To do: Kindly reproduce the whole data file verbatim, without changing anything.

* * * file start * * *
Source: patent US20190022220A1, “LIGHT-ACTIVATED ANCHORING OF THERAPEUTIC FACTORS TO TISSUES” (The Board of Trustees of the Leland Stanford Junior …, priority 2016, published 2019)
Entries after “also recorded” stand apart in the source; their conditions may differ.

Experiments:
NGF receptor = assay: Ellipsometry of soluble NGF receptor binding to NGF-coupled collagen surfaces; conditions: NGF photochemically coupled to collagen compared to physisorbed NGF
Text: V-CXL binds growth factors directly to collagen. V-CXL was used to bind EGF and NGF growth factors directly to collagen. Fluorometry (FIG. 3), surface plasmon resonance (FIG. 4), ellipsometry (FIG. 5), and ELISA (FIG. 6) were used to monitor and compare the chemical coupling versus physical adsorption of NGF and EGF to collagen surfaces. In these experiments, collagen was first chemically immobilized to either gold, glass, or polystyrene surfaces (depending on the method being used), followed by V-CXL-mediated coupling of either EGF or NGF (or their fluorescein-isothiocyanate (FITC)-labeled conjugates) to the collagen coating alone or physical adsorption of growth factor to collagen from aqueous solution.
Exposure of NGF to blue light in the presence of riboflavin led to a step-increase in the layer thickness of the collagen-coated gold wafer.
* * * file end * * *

Source: patent US20190022220A1, “LIGHT-ACTIVATED ANCHORING OF THERAPEUTIC FACTORS TO TISSUES” (The Board of Trustees of the Leland Stanford Junior …, priority 2016, published 2019)
Entries after “also recorded” stand apart in the source; their conditions may differ.

Experiments:
NGF receptor = assay: Ellipsometry of soluble NGF receptor binding to NGF-coupled collagen surfaces; conditions: NGF photochemically coupled to collagen compared to physisorbed NGF
Text: V-CXL binds growth factors directly to collagen. V-CXL was used to bind EGF and NGF growth factors directly to collagen. Fluorometry (FIG. 3), surface plasmon resonance (FIG. 4), ellipsometry (FIG. 5), and ELISA (FIG. 6) were used to monitor and compare the chemical coupling versus physical adsorption of NGF and EGF to collagen surfaces. In these experiments, collagen was first chemically immobilized to either gold, glass, or polystyrene surfaces (depending on the method being used), followed by V-CXL-mediated coupling of either EGF or NGF (or their fluorescein-isothiocyanate (FITC)-labeled conjugates) to the collagen coating alone or physical adsorption of growth factor to collagen from aqueous solution.
Exposure of NGF to blue light in the presence of riboflavin led to a step-increase in the layer thickness of the collagen-coated gold wafer.